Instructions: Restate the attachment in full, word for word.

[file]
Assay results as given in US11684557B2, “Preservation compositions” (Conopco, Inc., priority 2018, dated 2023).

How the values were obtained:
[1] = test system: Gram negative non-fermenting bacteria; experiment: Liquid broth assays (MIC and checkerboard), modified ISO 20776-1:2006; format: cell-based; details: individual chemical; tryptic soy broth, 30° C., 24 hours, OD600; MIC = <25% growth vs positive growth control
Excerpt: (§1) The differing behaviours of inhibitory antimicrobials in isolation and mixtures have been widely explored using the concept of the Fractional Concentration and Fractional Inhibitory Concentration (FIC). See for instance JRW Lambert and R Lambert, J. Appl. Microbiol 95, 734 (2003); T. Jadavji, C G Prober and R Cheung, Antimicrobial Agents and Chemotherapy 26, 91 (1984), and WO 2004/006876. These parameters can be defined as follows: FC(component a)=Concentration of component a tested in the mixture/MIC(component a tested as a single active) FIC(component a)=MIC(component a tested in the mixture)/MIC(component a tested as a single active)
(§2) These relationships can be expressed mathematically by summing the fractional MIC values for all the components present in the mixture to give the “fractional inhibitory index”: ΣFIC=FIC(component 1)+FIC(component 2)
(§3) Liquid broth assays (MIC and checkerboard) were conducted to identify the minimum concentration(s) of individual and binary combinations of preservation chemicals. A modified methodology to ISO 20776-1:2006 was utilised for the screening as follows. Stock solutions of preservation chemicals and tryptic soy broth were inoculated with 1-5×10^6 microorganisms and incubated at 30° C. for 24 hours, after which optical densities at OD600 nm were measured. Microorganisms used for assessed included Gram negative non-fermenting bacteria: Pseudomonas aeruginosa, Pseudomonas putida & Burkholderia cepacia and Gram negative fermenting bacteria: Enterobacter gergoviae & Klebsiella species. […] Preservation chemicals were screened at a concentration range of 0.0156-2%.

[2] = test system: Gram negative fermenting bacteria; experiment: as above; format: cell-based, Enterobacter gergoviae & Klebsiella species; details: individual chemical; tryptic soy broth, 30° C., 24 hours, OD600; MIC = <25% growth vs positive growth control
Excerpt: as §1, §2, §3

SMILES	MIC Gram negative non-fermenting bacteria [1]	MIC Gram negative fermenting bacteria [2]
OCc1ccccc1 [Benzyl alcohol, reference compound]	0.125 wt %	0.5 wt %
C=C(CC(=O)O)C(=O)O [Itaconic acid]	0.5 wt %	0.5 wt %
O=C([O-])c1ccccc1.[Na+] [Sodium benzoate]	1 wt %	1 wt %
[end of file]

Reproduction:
Assay results as given in US11684557B2, “Preservation compositions” (Conopco, Inc., priority 2018, dated 2023).

How the values were obtained:
[1] = test system: Gram negative non-fermenting bacteria; experiment: Liquid broth assays (MIC and checkerboard), modified ISO 20776-1:2006; format: cell-based; details: individual chemical; tryptic soy broth, 30° C., 24 hours, OD600; MIC = <25% growth vs positive growth control
Excerpt: (§1) The differing behaviours of inhibitory antimicrobials in isolation and mixtures have been widely explored using the concept of the Fractional Concentration and Fractional Inhibitory Concentration (FIC). See for instance JRW Lambert and R Lambert, J. Appl. Microbiol 95, 734 (2003); T. Jadavji, C G Prober and R Cheung, Antimicrobial Agents and Chemotherapy 26, 91 (1984), and WO 2004/006876. These parameters can be defined as follows: FC(component a)=Concentration of component a tested in the mixture/MIC(component a tested as a single active) FIC(component a)=MIC(component a tested in the mixture)/MIC(component a tested as a single active)
(§2) These relationships can be expressed mathematically by summing the fractional MIC values for all the components present in the mixture to give the “fractional inhibitory index”: ΣFIC=FIC(component 1)+FIC(component 2)
(§3) Liquid broth assays (MIC and checkerboard) were conducted to identify the minimum concentration(s) of individual and binary combinations of preservation chemicals. A modified methodology to ISO 20776-1:2006 was utilised for the screening as follows. Stock solutions of preservation chemicals and tryptic soy broth were inoculated with 1-5×10^6 microorganisms and incubated at 30° C. for 24 hours, after which optical densities at OD600 nm were measured. Microorganisms used for assessed included Gram negative non-fermenting bacteria: Pseudomonas aeruginosa, Pseudomonas putida & Burkholderia cepacia and Gram negative fermenting bacteria: Enterobacter gergoviae & Klebsiella species. […] Preservation chemicals were screened at a concentration range of 0.0156-2%.

[2] = test system: Gram negative fermenting bacteria; experiment: as above; format: cell-based, Enterobacter gergoviae & Klebsiella species; details: individual chemical; tryptic soy broth, 30° C., 24 hours, OD600; MIC = <25% growth vs positive growth control
Excerpt: as §1, §2, §3

SMILES	MIC Gram negative non-fermenting bacteria [1]	MIC Gram negative fermenting bacteria [2]
OCc1ccccc1 [Benzyl alcohol, reference compound]	0.125 wt %	0.5 wt %
C=C(CC(=O)O)C(=O)O [Itaconic acid]	0.5 wt %	0.5 wt %
O=C([O-])c1ccccc1.[Na+] [Sodium benzoate]	1 wt %	1 wt %